The current Lasallian summer break is unlike anything the University’s students have ever seen before: roughly four months of unbridled freedom, at least for those who have opted not to take Special Term. This newfound sense of liberty, of course, will be spent in different strokes by different folks.
For some people, though, there is nothing sweeter than the sound of a film’s title sequence, the feeling of wonder and anticipation for the adventures that lie ahead. Here is a selection of movies we deem quintessential for the summer season.
King Kong (2005)
Whether you’ve just gotten your grades or conquered your overwhelming fear of rollercoasters, it is fitting to top all the hard work or adrenaline off with a treat, especially a visual masterpiece. The story is a classic, but this version, helmed by Peter Jackson, is a reward to the senses no matter the occasion. Whether Kong battles a Tyrannosaurus Rex in Skull Island or ravages through the streets of Manhattan, it’s a thrill to be a viewer because the edge of the seat is your refuge as the film paces through scene after scene like it chases down the monster across continents. The human crew, from director Denham (Jack Black) to actress Ann Darrow (Naomi Watts), adds a human soul to the film by having their characters go through so much upheaval, only for them to see the beauty of the chaos.
The Breakfast Club (1985)
If, one summer afternoon, you find yourself alone, contemplating the questions and philosophies of friendship, put this seminal teen movie on and enjoy the ride. Having recently celebrated its 30th anniversary, one of John Hughes’ most celebrated films goes down in history as an important teen classic. Why? Aside from the witty dialogue, compelling story, and unbelievably resonant tone, the primary cast of five teenagers, who enter the scene with distinct stereotypes, break down and bare their emotions and souls in detention one idyllic Saturday afternoon. Whether you cry afterwards or relish the film’s message, it’s a testament accepted by many that The Breakfast Club just gets what being a teenager is all about.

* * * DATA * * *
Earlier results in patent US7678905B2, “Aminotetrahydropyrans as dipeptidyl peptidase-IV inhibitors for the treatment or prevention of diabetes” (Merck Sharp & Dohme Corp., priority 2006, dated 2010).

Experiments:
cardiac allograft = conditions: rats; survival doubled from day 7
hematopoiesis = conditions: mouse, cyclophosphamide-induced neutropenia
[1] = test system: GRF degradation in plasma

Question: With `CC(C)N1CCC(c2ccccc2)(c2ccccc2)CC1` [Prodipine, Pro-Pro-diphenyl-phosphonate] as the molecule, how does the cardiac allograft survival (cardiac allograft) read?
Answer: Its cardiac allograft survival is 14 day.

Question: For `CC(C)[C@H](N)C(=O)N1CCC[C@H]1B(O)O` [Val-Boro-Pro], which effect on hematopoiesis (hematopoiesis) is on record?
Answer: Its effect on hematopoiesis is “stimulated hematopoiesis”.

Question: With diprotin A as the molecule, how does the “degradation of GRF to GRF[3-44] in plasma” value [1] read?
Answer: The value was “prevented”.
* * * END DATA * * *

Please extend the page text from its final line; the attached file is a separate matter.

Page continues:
In the era of social media, it’s easy to get lost in the hubbub and forget to reconnect with old friends. Summer provides a key opportunity for this and more through reunions, road trips, and other activities. It would be a disservice to Bridesmaids, the Academy Award-nominated comedy, if it is tagged as only a “girls’ night out” film, because it is perfect for everybody who loves humour, and the raunchy kind at that. Starring a hilarious female ensemble led by Kristen Wiig, the film follows a bride-to-be and some of her closest friends as they gear up for her wedding. If you expect this to be your run-of-the-mill romantic comedy, you will be amazed by its hilarity, which will have you chuckling until the end. However, at the core of Bridesmaids are still the ideas of friendship, self-love, and the importance of knowing your worth.
Summer days can be really hot, but some nights offer a cool, chilly breeze. Horror films are perfect for times like these, and what better way to anticipate the chill than with a witty and very sharp thriller. With a tough but lovable protagonist in Sidney Prescott (Neve Campbell), the film’s take on horror films and “the rules” to survive them are what made the film so appealing to any lover of horror. Inspiring a slew of somewhat successful sequels and a series on MTV, Scream made a decisive impact on slashers and empathetic characters on the big screen.
Ferris Bueller’s Day Off (1986)